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Real public servants are free enterprising individuals who, inspired, embrace challenge, take risks, and create, sometimes big, and often, they create jobs in the process, all out of their ideas, and self initiative...

Wednesday, February 1, 2012

Boondoggle Projects Threaten California with Third World Status

Gov. Jerry Brown has an interesting definition of “third world.”

In an interview with a San Francisco radio station last week, Brown said California would become “a Third World country” unless the state builds a ghastly $100 billion high-speed rail line that’s been fraught with mismanagement, cost overruns and shaky ridership projections.

It’s an odd claim, considering many third-world nations are characterized by crumbling infrastructure, failed boondoggle projects and constant budgetary trouble. In much of the third-world, a new leader will pour massive amounts of a nation’s fortune into a single prestige project, only to have it fail when poor planning, bureaucratic incompetence and malfeasance slowly eat up all the funds.

By this definition, California seems currently on track to become America’s third-world state. Just like high-speed rail, the same spending lobby is promoting a nearly $1 billion per year tax hike so that a politically appointed panel can dole out favors to cronies. The $1 billion in new taxes under Proposition 29 goes into a lockbox that only this politically-influenced commission can access. Not even in cases of waste or abuse can the Governor or the Legislature make any changes! Proposition 29 sounds like it was plucked straight from the playbook of some Latin American dictator or Middle Eastern sheikh.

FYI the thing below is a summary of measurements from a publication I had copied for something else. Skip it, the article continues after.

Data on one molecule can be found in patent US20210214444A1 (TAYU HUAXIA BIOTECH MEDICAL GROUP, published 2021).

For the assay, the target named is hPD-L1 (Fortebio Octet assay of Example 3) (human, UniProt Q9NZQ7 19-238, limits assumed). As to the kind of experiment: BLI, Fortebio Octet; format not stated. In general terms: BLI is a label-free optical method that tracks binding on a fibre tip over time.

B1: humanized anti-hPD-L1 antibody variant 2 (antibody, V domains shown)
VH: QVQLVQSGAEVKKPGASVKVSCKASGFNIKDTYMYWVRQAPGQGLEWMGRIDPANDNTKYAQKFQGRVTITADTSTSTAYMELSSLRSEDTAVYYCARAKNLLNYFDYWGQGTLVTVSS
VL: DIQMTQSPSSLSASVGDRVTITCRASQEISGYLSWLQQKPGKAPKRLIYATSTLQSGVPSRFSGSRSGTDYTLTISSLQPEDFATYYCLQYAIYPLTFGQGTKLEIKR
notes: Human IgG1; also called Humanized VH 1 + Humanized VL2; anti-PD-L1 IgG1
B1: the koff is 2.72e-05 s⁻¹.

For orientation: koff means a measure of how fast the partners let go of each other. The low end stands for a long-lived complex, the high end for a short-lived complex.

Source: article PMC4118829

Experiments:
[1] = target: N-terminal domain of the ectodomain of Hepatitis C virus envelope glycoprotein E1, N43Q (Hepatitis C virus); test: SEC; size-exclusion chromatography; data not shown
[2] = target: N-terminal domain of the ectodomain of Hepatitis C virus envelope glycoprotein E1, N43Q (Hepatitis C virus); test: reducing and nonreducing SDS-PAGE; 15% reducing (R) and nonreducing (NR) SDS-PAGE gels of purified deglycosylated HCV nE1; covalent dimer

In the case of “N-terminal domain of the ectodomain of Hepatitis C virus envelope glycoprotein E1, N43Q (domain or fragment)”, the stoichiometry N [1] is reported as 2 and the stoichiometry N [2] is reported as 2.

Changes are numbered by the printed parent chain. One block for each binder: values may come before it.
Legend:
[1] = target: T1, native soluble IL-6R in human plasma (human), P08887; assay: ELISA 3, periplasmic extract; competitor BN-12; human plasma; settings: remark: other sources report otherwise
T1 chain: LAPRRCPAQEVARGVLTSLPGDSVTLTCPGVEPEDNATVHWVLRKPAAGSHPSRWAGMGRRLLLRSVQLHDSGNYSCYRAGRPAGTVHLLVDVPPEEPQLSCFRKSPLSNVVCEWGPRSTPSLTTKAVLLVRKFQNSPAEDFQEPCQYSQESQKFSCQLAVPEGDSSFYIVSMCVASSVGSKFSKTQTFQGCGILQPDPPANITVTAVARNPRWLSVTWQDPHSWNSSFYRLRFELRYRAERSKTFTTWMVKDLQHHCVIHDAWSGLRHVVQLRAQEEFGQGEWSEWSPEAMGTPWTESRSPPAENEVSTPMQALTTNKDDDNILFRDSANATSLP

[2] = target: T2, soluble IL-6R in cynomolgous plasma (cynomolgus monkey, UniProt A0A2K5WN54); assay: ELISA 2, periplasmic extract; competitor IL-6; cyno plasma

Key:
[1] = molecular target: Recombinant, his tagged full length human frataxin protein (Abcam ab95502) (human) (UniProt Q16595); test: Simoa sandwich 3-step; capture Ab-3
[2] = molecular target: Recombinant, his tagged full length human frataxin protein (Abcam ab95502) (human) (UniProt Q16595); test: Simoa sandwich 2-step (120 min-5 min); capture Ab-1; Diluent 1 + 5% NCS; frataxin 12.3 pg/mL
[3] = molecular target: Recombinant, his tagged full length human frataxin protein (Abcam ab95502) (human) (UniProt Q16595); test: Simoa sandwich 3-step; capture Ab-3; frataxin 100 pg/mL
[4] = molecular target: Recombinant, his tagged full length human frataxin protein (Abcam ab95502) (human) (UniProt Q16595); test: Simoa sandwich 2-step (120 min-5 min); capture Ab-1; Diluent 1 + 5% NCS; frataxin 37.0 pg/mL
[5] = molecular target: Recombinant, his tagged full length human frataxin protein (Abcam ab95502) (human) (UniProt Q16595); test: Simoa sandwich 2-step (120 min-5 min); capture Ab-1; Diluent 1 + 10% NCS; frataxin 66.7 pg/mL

Jerry Brown ought to find the nearest dictionary. Pouring money into boondoggle projects while neglecting vital services like education and public safety is the surest way for California to join the third-world. Until California can figure out how to pay for what it already has, voters need to say no to more new spending.
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Botched Paramilitary Police Raids: An Epidemic of "Isolated Incidents"

"If a widespread pattern of [knock-and-announce] violations were shown . . . there would be reason for grave concern." —Supreme Court Justice Anthony Kennedy, in Hudson v. Michigan, June 15, 2006. An interactive map of botched SWAT and paramilitary police raids, released in conjunction with the Cato policy paper "Overkill: The Rise of Paramilitary Police Raids," by Radley Balko. What does this map mean? How to use this map View Original Map and Database


Death of an innocent. Death or injury of a police officer. Death of a nonviolent offender.
Raid on an innocent suspect. Other examples of paramilitary police excess. Unnecessary raids on doctors and sick people.
The proliferation of SWAT teams, police militarization, and the Drug War have given rise to a dramatic increase in the number of "no-knock" or "quick-knock" raids on suspected drug offenders. Because these raids are often conducted based on tips from notoriously unreliable confidential informants, police sometimes conduct SWAT-style raids on the wrong home, or on the homes of nonviolent, misdemeanor drug users. Such highly-volatile, overly confrontational tactics are bad enough when no one is hurt -- it's difficult to imagine the terror an innocent suspect or family faces when a SWAT team mistakenly breaks down their door in the middle of the night. But even more disturbing are the number of times such "wrong door" raids unnecessarily lead to the injury or death of suspects, bystanders, and police officers. Defenders of SWAT teams and paramilitary tactics say such incidents are isolated and rare. The map above aims to refute that notion.

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